Tens of thousands more deaths could come in the second wave of coronavirus, a Government adviser warned as South Yorkshire became the latest region to face a Tier 3 lockdown.
Professor John Edmunds, a member of the Government’s Sage advisory panel, warned that health services were already under strain in north-west England and other parts of the country were a few weeks behind – with possible peaks over Christmas.
His stark warning came as South Yorkshire agreed a deal with the Government which will see the highest level of coronavirus restrictions imposed from Saturday.
Prof Edmunds said the expected trajectory of the second wave of coronavirus cases without further restrictions was “quite gloomy”.
He told MPs: “I think if you look at where we are, there’s no way we come out of this wave now without counting our deaths in the tens of thousands.”
It comes as a further 26,688 lab-confirmed cases of coronavirus were recorded in the UK as of 9am on Wednesday, which is the highest figure reported for a single day in Britain since the beginning of the pandemic.
The Government also said a further 191 people had died within 28 days of testing positive for Covid-19, as of Wednesday. This brings the UK total to 44,158.
Concerns about rising coronavirus cases led to action in South Yorkshire, where officials said infection rates range from 285 people per 100,000 in Doncaster up to 402 people per 100,000 in Sheffield.
The region will receive a £41 million package of funding, but Sheffield City Council’s leader Julie Dore pleaded with ministers to “do the right thing” and offer extra support to all Tier 3 areas.
The deal with South Yorkshire comes after bitter wrangling over money with Greater Manchester led to the highest level of restrictions being imposed from Whitehall without an agreement.
The Prime Minister told MPs he would now bypass Greater Manchester’s mayor Andy Burnham and offer £60 million to the region’s local councils.
The measures in South Yorkshire, which will cover around 1.4 million people in Barnsley, Doncaster, Rotherham and Sheffield, will come into force on Saturday.
Sheffield’s leader Ms Dore said: “I would plead with government to increase the levels of support they are providing for Tier 3.”
Sheffield City Region’s Labour mayor Dan Jarvis told the PA news agency he had “moved heaven and earth to secure the maximum amount of resource that we could”, adding: “I honestly don’t think I could have got any more money out of the Government.”
Health Secretary Matt Hancock said: “A failure to act now would only lead to tougher and longer lasting restrictions later.
“I understand the sacrifice people in South Yorkshire have already made and the enormous impact further measures will have on people’s lives.”
The announcement means 7.3 million people, or 13% of England’s population, will now be living under Tier 3 restrictions which include a ban on households mixing and the closure of pubs and bars which do not serve meals.
In South Yorkshire, the restrictions will also include the closure of betting shops, adult gaming centres, casinos and soft play centres.
Gym classes will not be allowed, but gyms will remain open.
It could take two to three weeks to establish whether tough top-tier coronavirus restrictions are working in a region, Dr Clare Gardiner, director general of the Joint Biosecurity Centre (JBC), told MPs.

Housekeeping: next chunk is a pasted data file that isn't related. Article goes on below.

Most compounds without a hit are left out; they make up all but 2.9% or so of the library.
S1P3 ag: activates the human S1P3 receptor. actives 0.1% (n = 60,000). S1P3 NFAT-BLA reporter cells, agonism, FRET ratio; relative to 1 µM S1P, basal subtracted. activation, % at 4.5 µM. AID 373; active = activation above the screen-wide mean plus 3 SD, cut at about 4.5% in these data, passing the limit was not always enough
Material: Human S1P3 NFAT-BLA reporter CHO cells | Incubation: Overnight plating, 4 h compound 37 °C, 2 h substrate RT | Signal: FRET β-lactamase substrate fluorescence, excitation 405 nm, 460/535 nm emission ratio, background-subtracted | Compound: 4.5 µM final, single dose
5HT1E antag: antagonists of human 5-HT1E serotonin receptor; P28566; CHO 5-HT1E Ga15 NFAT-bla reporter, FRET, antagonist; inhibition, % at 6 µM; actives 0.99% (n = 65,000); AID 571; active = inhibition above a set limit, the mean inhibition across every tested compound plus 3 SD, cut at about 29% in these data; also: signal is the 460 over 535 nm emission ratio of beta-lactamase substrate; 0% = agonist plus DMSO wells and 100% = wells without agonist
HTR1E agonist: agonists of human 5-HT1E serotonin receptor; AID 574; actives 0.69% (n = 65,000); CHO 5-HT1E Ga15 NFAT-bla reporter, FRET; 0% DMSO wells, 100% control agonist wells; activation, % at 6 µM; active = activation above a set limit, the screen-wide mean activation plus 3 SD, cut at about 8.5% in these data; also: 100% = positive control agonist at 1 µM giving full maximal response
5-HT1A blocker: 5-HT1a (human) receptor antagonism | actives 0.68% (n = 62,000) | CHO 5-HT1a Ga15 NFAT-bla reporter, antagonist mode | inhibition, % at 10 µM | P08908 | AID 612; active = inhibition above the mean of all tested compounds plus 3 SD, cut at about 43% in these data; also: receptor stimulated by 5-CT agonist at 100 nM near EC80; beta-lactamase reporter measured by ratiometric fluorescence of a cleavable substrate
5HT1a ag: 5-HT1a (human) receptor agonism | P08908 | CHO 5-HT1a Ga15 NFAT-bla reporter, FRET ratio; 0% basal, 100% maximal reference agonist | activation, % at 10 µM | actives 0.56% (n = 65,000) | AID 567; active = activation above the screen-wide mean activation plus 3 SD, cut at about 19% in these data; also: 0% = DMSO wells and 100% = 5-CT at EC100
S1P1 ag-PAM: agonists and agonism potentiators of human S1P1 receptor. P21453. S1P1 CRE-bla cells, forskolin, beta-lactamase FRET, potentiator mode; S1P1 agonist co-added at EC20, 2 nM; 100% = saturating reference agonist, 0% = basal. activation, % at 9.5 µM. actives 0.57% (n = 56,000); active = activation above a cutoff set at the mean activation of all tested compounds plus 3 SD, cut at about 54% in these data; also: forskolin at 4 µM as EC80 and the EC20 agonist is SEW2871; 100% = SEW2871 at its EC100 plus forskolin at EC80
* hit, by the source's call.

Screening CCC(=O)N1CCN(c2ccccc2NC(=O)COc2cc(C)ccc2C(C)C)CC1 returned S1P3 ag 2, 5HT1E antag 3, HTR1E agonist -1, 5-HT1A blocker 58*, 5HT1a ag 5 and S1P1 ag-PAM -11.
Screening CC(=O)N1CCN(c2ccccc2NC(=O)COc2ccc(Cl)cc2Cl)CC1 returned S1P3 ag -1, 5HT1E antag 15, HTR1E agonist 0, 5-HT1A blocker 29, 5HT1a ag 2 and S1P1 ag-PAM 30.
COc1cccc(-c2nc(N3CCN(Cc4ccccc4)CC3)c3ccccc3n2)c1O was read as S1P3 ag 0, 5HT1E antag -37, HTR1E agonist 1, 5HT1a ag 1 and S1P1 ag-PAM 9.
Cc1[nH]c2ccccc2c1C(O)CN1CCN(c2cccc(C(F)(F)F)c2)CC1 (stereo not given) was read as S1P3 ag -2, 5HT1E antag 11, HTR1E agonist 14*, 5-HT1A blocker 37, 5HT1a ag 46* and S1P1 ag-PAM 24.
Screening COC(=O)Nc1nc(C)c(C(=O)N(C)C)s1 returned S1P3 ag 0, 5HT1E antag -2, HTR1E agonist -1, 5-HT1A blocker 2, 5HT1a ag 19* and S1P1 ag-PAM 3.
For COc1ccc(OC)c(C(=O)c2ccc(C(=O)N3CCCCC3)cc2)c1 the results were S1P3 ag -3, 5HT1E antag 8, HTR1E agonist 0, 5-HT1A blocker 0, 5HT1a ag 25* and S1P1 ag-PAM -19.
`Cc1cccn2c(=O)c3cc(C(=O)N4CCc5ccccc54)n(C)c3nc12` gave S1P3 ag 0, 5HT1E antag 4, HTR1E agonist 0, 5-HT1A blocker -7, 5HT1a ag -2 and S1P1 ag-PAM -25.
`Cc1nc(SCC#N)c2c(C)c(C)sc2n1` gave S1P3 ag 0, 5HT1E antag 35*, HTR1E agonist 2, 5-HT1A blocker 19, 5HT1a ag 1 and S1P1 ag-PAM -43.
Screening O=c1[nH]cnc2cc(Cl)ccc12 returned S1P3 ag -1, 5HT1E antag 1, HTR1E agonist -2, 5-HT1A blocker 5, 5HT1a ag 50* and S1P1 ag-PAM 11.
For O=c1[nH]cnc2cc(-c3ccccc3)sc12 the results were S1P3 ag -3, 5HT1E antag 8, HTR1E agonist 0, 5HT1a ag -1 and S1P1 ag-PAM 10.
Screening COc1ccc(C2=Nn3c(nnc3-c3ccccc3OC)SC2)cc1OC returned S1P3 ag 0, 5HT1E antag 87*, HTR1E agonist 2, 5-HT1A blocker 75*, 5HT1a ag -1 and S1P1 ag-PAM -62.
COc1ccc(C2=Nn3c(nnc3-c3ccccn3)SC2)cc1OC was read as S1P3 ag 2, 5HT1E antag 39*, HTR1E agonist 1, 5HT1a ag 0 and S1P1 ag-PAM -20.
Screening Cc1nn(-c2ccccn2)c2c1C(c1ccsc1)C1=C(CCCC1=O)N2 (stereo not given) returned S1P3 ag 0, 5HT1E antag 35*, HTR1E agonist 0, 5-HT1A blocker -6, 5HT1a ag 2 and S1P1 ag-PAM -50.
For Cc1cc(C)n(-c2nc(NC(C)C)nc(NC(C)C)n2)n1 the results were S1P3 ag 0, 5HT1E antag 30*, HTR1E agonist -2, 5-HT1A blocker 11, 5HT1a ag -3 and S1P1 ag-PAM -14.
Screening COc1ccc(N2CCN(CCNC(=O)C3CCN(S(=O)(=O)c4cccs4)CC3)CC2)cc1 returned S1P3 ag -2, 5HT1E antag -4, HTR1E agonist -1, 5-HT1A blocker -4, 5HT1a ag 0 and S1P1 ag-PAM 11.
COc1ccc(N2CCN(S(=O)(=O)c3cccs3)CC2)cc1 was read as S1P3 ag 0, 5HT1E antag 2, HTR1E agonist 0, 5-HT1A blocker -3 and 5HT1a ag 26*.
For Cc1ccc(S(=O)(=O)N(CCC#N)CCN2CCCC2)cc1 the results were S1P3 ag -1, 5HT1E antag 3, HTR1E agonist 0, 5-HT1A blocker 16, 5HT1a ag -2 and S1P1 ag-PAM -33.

In other developments:
– Coronavirus restrictions in Scotland which saw the closure of pubs and restaurants in the central belt and a 6pm indoor hospitality curfew elsewhere are to be extended until November 2.
– One in 20 people with Covid-19 are still suffering symptoms eight weeks later, while one in 50 are struggling after three months, according to a study from King’s College London.
– Gyms in Merseyside can reopen after a U-turn over their inclusion in the Liverpool City Region’s Tier 3 restrictions.
– Government talks with Tees Valley and Tyneside about possible Tier 3 restrictions have been paused following signs that progress has been made in controlling Covid-19 cases there.
In the Commons, the fallout continued from the acrimonious dispute between Mr Johnson’s Government and Mr Burnham’s regional administration.
The Prime Minister said Mr Burnham had turned down £60 million so “that cash will be distributed to the boroughs of Greater Manchester” instead.
The Government has indicated that Tier 3 areas receive £8 per capita for enforcement measures and local test and trace schemes and around £20 per capita for business support, although there has been some variation in the deals agreed with the Liverpool City Region, Lancashire and South Yorkshire.
Labour leader Sir Keir Starmer argued that a new approach was needed: “I really think the Prime Minister has crossed a Rubicon here, not just with the miserly way that he’s treated Greater Manchester, but the grubby take-it-or-leave-it way these local deals are being done.”
His call was echoed by Confederation of British Industry director-general Dame Carolyn Fairbairn, who said businesses were “suffering badly from lack of clarity and delayed timing on financial support”.
Labour’s call for a national framework of support was rejected in the Commons following a testy debate, during which the party’s deputy leader Angela Rayner was accused of calling a Tory MP “scum”.